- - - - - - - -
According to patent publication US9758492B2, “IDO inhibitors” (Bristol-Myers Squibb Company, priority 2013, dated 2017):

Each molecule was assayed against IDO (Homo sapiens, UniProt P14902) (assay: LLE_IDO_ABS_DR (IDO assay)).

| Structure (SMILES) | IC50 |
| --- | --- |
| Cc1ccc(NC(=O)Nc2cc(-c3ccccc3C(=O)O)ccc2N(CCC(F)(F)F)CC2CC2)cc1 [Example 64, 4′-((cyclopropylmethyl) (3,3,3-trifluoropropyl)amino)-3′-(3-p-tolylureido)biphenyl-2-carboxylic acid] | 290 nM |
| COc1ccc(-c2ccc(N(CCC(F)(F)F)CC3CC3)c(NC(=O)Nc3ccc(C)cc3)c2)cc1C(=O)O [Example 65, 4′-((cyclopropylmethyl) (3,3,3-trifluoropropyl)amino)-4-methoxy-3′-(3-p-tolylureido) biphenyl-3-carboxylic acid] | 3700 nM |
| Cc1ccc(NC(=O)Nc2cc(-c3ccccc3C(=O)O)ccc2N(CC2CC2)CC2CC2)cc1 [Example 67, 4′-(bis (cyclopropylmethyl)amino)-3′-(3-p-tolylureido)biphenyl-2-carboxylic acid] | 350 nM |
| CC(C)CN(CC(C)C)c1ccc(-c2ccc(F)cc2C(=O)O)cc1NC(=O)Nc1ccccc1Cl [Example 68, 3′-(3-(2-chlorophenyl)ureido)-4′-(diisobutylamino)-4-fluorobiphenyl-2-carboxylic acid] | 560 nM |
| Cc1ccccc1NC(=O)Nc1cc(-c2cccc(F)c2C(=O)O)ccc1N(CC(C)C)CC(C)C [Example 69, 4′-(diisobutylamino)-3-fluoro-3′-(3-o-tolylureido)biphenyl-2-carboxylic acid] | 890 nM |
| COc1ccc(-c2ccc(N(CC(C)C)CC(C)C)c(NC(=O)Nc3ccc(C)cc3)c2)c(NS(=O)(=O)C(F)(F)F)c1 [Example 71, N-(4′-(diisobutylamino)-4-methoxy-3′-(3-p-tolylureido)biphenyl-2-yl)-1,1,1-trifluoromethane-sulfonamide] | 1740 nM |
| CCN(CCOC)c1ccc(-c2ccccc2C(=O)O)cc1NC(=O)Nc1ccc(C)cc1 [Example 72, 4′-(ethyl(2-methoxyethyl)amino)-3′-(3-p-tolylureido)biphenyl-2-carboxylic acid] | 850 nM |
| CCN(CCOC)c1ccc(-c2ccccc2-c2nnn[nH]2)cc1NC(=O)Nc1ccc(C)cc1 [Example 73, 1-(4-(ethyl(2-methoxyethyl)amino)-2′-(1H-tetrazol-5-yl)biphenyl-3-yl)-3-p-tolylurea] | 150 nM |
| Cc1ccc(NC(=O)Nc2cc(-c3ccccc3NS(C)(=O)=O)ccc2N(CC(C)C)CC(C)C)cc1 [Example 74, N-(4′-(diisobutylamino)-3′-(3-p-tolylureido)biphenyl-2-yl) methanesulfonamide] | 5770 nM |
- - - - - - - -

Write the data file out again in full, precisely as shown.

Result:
According to patent publication US9758492B2, “IDO inhibitors” (Bristol-Myers Squibb Company, priority 2013, dated 2017):

Each molecule was assayed against IDO (Homo sapiens, UniProt P14902) (assay: LLE_IDO_ABS_DR (IDO assay)).

| Structure (SMILES) | IC50 |
| --- | --- |
| Cc1ccc(NC(=O)Nc2cc(-c3ccccc3C(=O)O)ccc2N(CCC(F)(F)F)CC2CC2)cc1 [Example 64, 4′-((cyclopropylmethyl) (3,3,3-trifluoropropyl)amino)-3′-(3-p-tolylureido)biphenyl-2-carboxylic acid] | 290 nM |
| COc1ccc(-c2ccc(N(CCC(F)(F)F)CC3CC3)c(NC(=O)Nc3ccc(C)cc3)c2)cc1C(=O)O [Example 65, 4′-((cyclopropylmethyl) (3,3,3-trifluoropropyl)amino)-4-methoxy-3′-(3-p-tolylureido) biphenyl-3-carboxylic acid] | 3700 nM |
| Cc1ccc(NC(=O)Nc2cc(-c3ccccc3C(=O)O)ccc2N(CC2CC2)CC2CC2)cc1 [Example 67, 4′-(bis (cyclopropylmethyl)amino)-3′-(3-p-tolylureido)biphenyl-2-carboxylic acid] | 350 nM |
| CC(C)CN(CC(C)C)c1ccc(-c2ccc(F)cc2C(=O)O)cc1NC(=O)Nc1ccccc1Cl [Example 68, 3′-(3-(2-chlorophenyl)ureido)-4′-(diisobutylamino)-4-fluorobiphenyl-2-carboxylic acid] | 560 nM |
| Cc1ccccc1NC(=O)Nc1cc(-c2cccc(F)c2C(=O)O)ccc1N(CC(C)C)CC(C)C [Example 69, 4′-(diisobutylamino)-3-fluoro-3′-(3-o-tolylureido)biphenyl-2-carboxylic acid] | 890 nM |
| COc1ccc(-c2ccc(N(CC(C)C)CC(C)C)c(NC(=O)Nc3ccc(C)cc3)c2)c(NS(=O)(=O)C(F)(F)F)c1 [Example 71, N-(4′-(diisobutylamino)-4-methoxy-3′-(3-p-tolylureido)biphenyl-2-yl)-1,1,1-trifluoromethane-sulfonamide] | 1740 nM |
| CCN(CCOC)c1ccc(-c2ccccc2C(=O)O)cc1NC(=O)Nc1ccc(C)cc1 [Example 72, 4′-(ethyl(2-methoxyethyl)amino)-3′-(3-p-tolylureido)biphenyl-2-carboxylic acid] | 850 nM |
| CCN(CCOC)c1ccc(-c2ccccc2-c2nnn[nH]2)cc1NC(=O)Nc1ccc(C)cc1 [Example 73, 1-(4-(ethyl(2-methoxyethyl)amino)-2′-(1H-tetrazol-5-yl)biphenyl-3-yl)-3-p-tolylurea] | 150 nM |
| Cc1ccc(NC(=O)Nc2cc(-c3ccccc3NS(C)(=O)=O)ccc2N(CC(C)C)CC(C)C)cc1 [Example 74, N-(4′-(diisobutylamino)-3′-(3-p-tolylureido)biphenyl-2-yl) methanesulfonamide] | 5770 nM |